The full legacy migration was completed to satisfaction within the initial time frame given. Adherence to the initial goals helps maintain confidence in the product that was offered and keeps business goals on-track. Buy-in is an extremely important component when working with a tight timeline. Decision maker need to have bought into the solution at the start of the project to minimize last minute surprises. Our earlier fact finding initiatives fully involve key players at the start of the process to ensure buy-in from the beginning.

Platform Flexibility

This project was a testament to the flexibility of the OnPing Industrial Automation Platform.

The most challenging aspect of the legacy migration was the translation of a very complicated network topology into a more streamlined and isolated system. Before the transition, 1 HMI that was dumping packets on the network might knock down 30 wells. We isolated components of the system to create something that was much more stable.

How was this done?

In the initial phase we organized each cellular site around a local edge computing device. The Lumberjack allows us to easily push data across a cell network without static IPs and with data redundancy.

The Lumberjacks store and compute data quickly and securely on site before sending that information to OnPing. Lumberjacks can independently communicate with OnPing, each device connected to a Lumberjack gains the ability to communicate individually with OnPing. This lowers network stress and reduces the risk of system wide failure.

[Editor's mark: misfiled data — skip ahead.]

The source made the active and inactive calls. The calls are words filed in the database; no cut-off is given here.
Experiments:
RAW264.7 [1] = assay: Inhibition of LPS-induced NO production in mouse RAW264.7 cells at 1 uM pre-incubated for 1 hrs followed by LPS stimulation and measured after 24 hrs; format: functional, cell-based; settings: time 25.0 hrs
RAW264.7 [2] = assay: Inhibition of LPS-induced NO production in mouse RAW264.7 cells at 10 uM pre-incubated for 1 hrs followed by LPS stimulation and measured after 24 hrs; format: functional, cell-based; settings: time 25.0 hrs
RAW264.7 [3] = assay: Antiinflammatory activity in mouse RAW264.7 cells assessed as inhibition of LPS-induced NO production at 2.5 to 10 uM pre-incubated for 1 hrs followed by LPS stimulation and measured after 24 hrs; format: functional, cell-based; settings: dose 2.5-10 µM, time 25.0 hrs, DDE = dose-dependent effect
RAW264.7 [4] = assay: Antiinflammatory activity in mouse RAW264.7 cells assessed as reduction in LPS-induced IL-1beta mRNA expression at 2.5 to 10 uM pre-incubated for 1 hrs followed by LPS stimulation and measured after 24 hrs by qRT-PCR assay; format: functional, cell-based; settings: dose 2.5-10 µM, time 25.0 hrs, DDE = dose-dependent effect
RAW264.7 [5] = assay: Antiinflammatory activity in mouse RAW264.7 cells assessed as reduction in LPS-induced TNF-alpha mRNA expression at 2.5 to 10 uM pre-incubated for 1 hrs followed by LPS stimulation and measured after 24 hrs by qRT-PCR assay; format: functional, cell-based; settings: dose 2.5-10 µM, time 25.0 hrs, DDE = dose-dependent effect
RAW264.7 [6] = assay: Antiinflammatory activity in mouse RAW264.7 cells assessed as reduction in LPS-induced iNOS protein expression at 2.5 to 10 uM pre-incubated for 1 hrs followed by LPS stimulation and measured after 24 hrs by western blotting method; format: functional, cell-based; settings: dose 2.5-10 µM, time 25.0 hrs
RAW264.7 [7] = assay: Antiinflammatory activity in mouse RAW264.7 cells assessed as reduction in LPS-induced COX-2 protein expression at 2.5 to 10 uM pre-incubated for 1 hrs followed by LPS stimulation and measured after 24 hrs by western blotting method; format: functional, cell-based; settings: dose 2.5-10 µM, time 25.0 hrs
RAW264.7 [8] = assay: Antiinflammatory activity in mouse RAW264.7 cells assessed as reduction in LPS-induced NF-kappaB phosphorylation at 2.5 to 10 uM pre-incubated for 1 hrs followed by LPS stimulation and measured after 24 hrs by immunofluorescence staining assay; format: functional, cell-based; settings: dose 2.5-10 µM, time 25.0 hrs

This could not be achieved without the flexibility of the OnPing automation platform.

Technical Upgrades:

  • We put 1 Lumberjack per tower and used that device to push and pull data. For some particularly busy sites we placed a device more locally to drop the packets coming over the radio network for more reliable communication.
  • We translated all the SCADA alarms in the legacy system into our virtual parameters and brought the regular style alarms in.
  • We set up HMI as per the customers request that are visible on mobile and desktop platforms. HMI’s through OnPing may be configured remotely through the OnPing platform or locally at the onsite device.
  • We reduced poll time from 15 minutes to 1 minute by using the Lumberjack and separated polling. The significant decrease in poll time gave the customer greater control of the granularity of data and more precise data to use in calculations.


This migration is a testament to how powerful the OnPing platform has become for migrating SCADA systems. The customer received a more reliable network, service within the desired time frame, better control of data, updated HMI’s, and a SCADA system that can incorporate any device using any protocol – perfect for scaling with future growth.